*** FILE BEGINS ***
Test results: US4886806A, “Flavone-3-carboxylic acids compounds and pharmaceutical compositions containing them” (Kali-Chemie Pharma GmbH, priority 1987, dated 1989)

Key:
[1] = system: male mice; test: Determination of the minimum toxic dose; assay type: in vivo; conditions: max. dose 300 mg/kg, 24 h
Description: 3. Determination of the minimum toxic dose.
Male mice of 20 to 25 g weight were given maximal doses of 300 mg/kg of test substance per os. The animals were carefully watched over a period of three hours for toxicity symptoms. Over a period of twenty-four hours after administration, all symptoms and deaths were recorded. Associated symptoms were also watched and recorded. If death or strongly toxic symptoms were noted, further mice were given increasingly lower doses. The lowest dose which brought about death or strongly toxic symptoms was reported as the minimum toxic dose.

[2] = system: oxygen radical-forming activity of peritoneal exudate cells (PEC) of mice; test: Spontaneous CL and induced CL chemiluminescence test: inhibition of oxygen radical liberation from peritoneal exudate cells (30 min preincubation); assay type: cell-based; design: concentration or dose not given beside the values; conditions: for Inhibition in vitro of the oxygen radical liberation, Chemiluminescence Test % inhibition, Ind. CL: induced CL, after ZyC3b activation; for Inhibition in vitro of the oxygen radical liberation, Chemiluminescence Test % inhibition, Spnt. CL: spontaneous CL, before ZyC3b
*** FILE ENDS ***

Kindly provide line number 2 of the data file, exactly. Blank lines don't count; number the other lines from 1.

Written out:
Key: